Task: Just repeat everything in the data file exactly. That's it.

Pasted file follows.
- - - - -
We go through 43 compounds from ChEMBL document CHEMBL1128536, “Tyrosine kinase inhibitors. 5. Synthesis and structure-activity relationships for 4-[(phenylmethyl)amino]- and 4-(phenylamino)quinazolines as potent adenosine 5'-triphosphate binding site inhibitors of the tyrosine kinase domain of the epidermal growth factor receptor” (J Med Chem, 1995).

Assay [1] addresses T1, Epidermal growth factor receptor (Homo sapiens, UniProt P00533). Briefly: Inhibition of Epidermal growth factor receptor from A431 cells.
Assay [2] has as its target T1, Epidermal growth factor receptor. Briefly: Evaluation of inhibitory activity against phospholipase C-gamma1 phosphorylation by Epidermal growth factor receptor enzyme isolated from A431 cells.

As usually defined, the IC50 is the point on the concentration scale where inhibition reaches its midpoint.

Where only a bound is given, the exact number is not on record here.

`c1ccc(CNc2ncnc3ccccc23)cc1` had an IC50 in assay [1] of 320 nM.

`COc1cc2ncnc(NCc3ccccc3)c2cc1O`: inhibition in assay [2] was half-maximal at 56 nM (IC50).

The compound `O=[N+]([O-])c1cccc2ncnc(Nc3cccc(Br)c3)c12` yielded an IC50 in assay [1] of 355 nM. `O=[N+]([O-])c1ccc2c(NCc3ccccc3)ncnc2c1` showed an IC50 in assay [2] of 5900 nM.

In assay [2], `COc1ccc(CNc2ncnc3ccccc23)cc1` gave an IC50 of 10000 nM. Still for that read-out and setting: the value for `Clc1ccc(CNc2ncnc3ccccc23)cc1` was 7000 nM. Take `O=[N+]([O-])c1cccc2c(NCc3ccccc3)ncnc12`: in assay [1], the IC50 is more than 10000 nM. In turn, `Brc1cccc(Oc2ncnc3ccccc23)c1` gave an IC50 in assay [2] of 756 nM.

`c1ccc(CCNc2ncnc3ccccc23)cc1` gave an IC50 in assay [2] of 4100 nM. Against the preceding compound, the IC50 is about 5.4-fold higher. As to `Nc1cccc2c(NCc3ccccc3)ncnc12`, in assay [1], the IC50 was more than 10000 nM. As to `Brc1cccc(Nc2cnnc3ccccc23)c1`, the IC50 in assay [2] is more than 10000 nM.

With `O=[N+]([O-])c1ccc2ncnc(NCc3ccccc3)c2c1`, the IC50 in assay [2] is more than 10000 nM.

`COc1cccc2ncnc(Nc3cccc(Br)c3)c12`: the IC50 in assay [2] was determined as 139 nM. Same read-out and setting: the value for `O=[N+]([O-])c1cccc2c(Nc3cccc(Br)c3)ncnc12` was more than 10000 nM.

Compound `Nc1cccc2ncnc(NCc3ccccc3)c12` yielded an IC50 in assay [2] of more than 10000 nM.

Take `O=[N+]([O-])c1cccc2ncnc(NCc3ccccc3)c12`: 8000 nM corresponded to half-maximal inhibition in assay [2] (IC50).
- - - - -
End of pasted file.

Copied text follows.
We go through 43 compounds from ChEMBL document CHEMBL1128536, “Tyrosine kinase inhibitors. 5. Synthesis and structure-activity relationships for 4-[(phenylmethyl)amino]- and 4-(phenylamino)quinazolines as potent adenosine 5'-triphosphate binding site inhibitors of the tyrosine kinase domain of the epidermal growth factor receptor” (J Med Chem, 1995).

Assay [1] addresses T1, Epidermal growth factor receptor (Homo sapiens, UniProt P00533). Briefly: Inhibition of Epidermal growth factor receptor from A431 cells.
Assay [2] has as its target T1, Epidermal growth factor receptor. Briefly: Evaluation of inhibitory activity against phospholipase C-gamma1 phosphorylation by Epidermal growth factor receptor enzyme isolated from A431 cells.

As usually defined, the IC50 is the point on the concentration scale where inhibition reaches its midpoint.

Where only a bound is given, the exact number is not on record here.

`c1ccc(CNc2ncnc3ccccc23)cc1` had an IC50 in assay [1] of 320 nM.

`COc1cc2ncnc(NCc3ccccc3)c2cc1O`: inhibition in assay [2] was half-maximal at 56 nM (IC50).

The compound `O=[N+]([O-])c1cccc2ncnc(Nc3cccc(Br)c3)c12` yielded an IC50 in assay [1] of 355 nM. `O=[N+]([O-])c1ccc2c(NCc3ccccc3)ncnc2c1` showed an IC50 in assay [2] of 5900 nM.

In assay [2], `COc1ccc(CNc2ncnc3ccccc23)cc1` gave an IC50 of 10000 nM. Still for that read-out and setting: the value for `Clc1ccc(CNc2ncnc3ccccc23)cc1` was 7000 nM. Take `O=[N+]([O-])c1cccc2c(NCc3ccccc3)ncnc12`: in assay [1], the IC50 is more than 10000 nM. In turn, `Brc1cccc(Oc2ncnc3ccccc23)c1` gave an IC50 in assay [2] of 756 nM.

`c1ccc(CCNc2ncnc3ccccc23)cc1` gave an IC50 in assay [2] of 4100 nM. Against the preceding compound, the IC50 is about 5.4-fold higher. As to `Nc1cccc2c(NCc3ccccc3)ncnc12`, in assay [1], the IC50 was more than 10000 nM. As to `Brc1cccc(Nc2cnnc3ccccc23)c1`, the IC50 in assay [2] is more than 10000 nM.

With `O=[N+]([O-])c1ccc2ncnc(NCc3ccccc3)c2c1`, the IC50 in assay [2] is more than 10000 nM.

`COc1cccc2ncnc(Nc3cccc(Br)c3)c12`: the IC50 in assay [2] was determined as 139 nM. Same read-out and setting: the value for `O=[N+]([O-])c1cccc2c(Nc3cccc(Br)c3)ncnc12` was more than 10000 nM.

Compound `Nc1cccc2ncnc(NCc3ccccc3)c12` yielded an IC50 in assay [2] of more than 10000 nM.

Take `O=[N+]([O-])c1cccc2ncnc(NCc3ccccc3)c12`: 8000 nM corresponded to half-maximal inhibition in assay [2] (IC50).